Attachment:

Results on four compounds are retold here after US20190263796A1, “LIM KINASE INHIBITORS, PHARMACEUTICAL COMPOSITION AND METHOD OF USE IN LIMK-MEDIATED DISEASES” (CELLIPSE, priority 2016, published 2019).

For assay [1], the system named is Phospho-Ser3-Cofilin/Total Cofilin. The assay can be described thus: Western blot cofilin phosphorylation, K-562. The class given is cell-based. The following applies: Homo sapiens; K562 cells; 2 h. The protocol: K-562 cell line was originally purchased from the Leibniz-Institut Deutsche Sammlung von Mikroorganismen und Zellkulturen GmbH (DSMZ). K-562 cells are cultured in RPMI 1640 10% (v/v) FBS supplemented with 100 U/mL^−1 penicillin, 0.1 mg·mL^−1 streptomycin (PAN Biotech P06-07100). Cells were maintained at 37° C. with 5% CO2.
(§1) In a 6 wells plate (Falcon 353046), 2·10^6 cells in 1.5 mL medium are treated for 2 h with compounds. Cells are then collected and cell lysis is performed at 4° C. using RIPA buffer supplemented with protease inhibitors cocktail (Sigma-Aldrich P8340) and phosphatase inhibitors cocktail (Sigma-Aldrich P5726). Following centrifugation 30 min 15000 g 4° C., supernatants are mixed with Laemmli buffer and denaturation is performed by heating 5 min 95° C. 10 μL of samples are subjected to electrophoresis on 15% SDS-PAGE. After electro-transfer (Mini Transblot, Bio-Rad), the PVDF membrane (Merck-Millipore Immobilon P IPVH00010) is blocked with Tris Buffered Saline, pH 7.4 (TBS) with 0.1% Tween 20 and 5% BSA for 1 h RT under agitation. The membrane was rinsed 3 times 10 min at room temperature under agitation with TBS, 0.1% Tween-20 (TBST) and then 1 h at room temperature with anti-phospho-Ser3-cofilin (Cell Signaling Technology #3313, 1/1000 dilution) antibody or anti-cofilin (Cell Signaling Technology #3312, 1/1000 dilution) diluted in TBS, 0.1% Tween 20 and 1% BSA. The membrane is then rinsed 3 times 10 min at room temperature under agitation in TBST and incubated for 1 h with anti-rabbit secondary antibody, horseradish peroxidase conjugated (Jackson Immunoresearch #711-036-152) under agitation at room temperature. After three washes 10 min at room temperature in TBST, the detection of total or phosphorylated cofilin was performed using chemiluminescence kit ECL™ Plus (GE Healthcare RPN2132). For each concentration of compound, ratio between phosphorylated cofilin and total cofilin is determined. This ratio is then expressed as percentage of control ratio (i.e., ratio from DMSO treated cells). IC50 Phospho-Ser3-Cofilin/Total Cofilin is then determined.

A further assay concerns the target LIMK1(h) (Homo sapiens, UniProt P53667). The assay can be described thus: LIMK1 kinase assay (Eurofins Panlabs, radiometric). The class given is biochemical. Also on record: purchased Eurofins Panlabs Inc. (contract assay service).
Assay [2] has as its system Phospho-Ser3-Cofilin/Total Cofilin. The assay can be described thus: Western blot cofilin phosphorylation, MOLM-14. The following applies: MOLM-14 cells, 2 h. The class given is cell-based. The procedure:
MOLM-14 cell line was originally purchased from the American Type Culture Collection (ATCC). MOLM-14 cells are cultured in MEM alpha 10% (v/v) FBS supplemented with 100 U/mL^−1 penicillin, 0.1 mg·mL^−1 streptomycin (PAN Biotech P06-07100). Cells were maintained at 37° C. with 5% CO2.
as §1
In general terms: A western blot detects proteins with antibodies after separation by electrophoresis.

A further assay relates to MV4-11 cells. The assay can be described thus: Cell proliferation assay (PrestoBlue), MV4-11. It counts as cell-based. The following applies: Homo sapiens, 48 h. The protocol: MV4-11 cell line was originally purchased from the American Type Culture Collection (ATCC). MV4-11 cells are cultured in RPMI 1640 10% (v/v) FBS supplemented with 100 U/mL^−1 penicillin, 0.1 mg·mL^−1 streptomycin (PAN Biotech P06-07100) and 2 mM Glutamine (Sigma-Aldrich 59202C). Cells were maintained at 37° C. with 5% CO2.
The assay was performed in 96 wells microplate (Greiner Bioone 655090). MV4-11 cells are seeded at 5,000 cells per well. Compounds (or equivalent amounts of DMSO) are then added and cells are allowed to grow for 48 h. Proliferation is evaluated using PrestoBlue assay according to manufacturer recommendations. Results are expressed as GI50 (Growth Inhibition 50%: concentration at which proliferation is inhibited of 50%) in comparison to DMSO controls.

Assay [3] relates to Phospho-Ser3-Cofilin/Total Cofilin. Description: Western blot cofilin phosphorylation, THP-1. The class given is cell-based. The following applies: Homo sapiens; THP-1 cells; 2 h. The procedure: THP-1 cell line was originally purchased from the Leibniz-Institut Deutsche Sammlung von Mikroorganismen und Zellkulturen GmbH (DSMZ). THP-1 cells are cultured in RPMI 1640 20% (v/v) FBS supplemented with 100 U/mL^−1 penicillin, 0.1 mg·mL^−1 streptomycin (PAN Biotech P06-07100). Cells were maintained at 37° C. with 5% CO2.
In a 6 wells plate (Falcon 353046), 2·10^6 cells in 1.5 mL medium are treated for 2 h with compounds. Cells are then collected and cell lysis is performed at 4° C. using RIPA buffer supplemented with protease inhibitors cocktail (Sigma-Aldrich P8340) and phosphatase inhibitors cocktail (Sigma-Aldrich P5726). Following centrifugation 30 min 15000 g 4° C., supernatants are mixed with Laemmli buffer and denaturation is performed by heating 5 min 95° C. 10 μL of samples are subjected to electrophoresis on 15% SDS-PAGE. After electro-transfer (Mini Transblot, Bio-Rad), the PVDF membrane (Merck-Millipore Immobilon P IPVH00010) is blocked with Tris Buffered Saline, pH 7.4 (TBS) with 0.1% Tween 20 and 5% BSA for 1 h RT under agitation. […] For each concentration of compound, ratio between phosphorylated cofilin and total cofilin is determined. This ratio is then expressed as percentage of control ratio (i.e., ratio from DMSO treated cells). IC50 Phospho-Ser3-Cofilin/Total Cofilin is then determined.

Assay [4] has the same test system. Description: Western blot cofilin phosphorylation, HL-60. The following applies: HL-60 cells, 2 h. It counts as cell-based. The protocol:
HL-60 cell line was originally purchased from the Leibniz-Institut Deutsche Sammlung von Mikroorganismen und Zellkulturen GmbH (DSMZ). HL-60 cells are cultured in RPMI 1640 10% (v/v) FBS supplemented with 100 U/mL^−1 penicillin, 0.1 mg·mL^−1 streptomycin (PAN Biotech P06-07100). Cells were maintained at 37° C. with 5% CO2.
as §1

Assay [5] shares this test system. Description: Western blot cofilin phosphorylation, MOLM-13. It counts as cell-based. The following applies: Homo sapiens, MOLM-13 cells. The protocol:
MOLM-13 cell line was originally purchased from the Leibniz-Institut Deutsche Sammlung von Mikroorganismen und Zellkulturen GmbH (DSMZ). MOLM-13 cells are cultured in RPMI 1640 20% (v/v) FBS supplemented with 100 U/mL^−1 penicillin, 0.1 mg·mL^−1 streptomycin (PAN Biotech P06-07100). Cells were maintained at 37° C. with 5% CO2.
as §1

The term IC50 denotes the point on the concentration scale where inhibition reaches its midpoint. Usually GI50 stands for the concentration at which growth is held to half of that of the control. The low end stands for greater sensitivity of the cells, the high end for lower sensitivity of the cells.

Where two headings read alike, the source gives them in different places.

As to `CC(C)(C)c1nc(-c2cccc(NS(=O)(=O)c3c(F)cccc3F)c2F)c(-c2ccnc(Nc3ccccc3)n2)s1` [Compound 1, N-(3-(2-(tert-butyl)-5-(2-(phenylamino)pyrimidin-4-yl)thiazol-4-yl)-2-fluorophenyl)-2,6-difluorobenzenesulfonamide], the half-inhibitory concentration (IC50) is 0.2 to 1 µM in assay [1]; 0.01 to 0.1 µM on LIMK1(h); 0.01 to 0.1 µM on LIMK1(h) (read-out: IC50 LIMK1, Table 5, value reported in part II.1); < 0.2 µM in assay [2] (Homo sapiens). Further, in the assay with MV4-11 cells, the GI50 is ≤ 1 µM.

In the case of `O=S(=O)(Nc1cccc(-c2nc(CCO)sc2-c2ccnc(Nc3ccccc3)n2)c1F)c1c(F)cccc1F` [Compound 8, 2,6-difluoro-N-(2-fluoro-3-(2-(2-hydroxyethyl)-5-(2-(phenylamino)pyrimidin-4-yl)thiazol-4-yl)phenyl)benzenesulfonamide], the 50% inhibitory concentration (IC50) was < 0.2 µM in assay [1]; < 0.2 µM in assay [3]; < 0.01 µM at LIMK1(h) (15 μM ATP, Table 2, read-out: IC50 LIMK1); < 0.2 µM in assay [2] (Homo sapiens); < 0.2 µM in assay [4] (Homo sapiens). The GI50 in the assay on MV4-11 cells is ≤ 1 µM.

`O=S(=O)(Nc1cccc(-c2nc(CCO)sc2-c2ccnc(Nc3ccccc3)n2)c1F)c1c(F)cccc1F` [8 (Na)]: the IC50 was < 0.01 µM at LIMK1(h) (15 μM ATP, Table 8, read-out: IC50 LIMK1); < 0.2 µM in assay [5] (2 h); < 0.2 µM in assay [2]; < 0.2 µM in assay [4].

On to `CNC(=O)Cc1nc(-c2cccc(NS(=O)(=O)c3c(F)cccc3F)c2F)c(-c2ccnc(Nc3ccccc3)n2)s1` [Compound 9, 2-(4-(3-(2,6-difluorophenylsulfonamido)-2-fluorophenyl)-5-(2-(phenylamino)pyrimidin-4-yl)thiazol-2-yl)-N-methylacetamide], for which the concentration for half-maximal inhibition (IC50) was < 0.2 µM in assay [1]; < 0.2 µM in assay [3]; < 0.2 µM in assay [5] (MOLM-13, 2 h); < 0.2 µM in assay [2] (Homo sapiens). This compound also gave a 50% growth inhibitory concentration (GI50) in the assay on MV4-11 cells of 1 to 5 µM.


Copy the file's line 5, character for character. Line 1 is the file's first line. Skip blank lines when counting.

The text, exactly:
Assay [2] has as its system Phospho-Ser3-Cofilin/Total Cofilin. The assay can be described thus: Western blot cofilin phosphorylation, MOLM-14. The following applies: MOLM-14 cells, 2 h. The class given is cell-based. The procedure: